Fiat Chrysler and Renault tie-up would mean slimmer pickings for ad agencies

Agencies across the world should prepare for another kicking if the proposed €33bn merger between Fiat Chrysler Automobiles (FCA) and Renault goes through. Renault also has a partnership arrangement with Nissan (not very happy at the moment) and Mitsubishi. The merger would be 50/50, all in shares.

The new company would be the world’s third-largest behind VW and Toyota with combined revenue of €170bn and net profit of €8bn plus, according to FCA. The ostensible reason is the need to collaborate on vastly expensive exercises such as developing electric and self-driving cars. FCA says no plant closures are planned although, in such deals, they nearly always occur.

Shares in both companies rose on the announcement and the French government, a 15 per cent shareholder in Renault, doesn’t seem opposed. So a deal looks more likely than not.

Both companies have lost their long-time leaders recently. Sergio Marchionne, the architect of FCA, died unexpectedly while Renault’s Carlos Ghosn is on trial in Japan over alleged financial misconduct. This is reported to be partly a consequence of his plan to absorb Nissan, in which Renault has a 43 per cent stake, wholly into Renault.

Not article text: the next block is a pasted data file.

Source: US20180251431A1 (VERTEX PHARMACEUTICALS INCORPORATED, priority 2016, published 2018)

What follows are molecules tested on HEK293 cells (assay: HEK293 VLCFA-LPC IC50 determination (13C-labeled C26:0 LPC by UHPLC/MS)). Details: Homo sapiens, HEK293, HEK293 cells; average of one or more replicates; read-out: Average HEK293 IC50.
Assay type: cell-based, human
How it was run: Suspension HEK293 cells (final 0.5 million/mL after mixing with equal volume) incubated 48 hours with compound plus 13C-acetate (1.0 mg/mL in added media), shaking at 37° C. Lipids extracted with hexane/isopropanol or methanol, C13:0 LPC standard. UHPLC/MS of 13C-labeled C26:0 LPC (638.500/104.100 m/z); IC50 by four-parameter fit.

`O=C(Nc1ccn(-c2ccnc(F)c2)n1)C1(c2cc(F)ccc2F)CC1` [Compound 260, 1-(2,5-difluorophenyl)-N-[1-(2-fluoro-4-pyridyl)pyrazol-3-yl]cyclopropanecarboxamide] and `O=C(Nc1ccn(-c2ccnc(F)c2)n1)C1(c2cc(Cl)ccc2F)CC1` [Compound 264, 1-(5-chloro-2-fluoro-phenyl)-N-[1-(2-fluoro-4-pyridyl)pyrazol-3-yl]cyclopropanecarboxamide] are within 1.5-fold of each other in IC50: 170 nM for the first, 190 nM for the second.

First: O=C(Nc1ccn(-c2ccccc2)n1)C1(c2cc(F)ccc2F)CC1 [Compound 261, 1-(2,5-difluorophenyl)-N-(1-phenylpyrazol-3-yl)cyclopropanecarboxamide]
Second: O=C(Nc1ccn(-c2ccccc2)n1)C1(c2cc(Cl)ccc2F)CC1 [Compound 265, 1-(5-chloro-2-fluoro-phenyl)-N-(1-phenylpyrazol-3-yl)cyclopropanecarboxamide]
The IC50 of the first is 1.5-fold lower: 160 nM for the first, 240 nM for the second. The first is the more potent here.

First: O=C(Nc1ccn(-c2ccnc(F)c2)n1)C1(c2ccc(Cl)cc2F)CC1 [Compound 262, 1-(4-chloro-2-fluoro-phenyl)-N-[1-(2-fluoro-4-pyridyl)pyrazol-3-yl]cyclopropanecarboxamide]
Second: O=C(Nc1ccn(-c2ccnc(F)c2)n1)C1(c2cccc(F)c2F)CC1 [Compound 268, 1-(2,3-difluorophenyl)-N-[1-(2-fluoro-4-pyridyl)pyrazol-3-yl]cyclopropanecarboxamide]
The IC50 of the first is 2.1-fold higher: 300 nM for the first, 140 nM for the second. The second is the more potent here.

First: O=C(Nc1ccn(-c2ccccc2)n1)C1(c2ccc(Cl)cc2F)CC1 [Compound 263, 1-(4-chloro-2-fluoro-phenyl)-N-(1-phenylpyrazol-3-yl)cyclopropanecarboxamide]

The two car giants employ a multitude of agencies across the world and some of them will lose business while others will find the search for cost savings slicing into their margins. VW is currently in the closing stages of just such an exercise, one that has seen just about every non-conflicted agency in the UK pull out of a “procurement-led” pitch for Audi. Incumbent BBH and Engine (formerly WCRS) are the two left standing.

Renault has been a long term Publicis Groupe client and French marcoms company will be pulling all the extensive strings at its disposal to ensure it retains a seat at the merged car giant’s top table.

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About Stephen Foster

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Stephen is a former editor of Marketing Week and London Evening Standard advertising columnist. He wrote City Republic for Brand Republic and is a partner in communications consultancy The Editorial Partnership.